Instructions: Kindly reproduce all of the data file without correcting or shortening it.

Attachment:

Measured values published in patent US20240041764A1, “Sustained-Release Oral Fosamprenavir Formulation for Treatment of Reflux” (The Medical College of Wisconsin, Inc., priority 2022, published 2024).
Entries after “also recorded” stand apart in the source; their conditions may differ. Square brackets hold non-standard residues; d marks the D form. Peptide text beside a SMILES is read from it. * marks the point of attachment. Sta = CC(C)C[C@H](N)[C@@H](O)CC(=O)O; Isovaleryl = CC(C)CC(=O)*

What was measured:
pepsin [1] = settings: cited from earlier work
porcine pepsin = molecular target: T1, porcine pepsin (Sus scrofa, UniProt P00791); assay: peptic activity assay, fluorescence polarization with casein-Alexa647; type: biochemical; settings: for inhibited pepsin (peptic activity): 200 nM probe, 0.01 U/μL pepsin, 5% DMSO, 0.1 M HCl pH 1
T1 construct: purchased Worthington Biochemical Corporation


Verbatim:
Measured values published in patent US20240041764A1, “Sustained-Release Oral Fosamprenavir Formulation for Treatment of Reflux” (The Medical College of Wisconsin, Inc., priority 2022, published 2024).
Entries after “also recorded” stand apart in the source; their conditions may differ. Square brackets hold non-standard residues; d marks the D form. Peptide text beside a SMILES is read from it. * marks the point of attachment. Sta = CC(C)C[C@H](N)[C@@H](O)CC(=O)O; Isovaleryl = CC(C)CC(=O)*

What was measured:
pepsin [1] = settings: cited from earlier work
porcine pepsin = molecular target: T1, porcine pepsin (Sus scrofa, UniProt P00791); assay: peptic activity assay, fluorescence polarization with casein-Alexa647; type: biochemical; settings: for inhibited pepsin (peptic activity): 200 nM probe, 0.01 U/μL pepsin, 5% DMSO, 0.1 M HCl pH 1
T1 construct: purchased Worthington Biochemical Corporation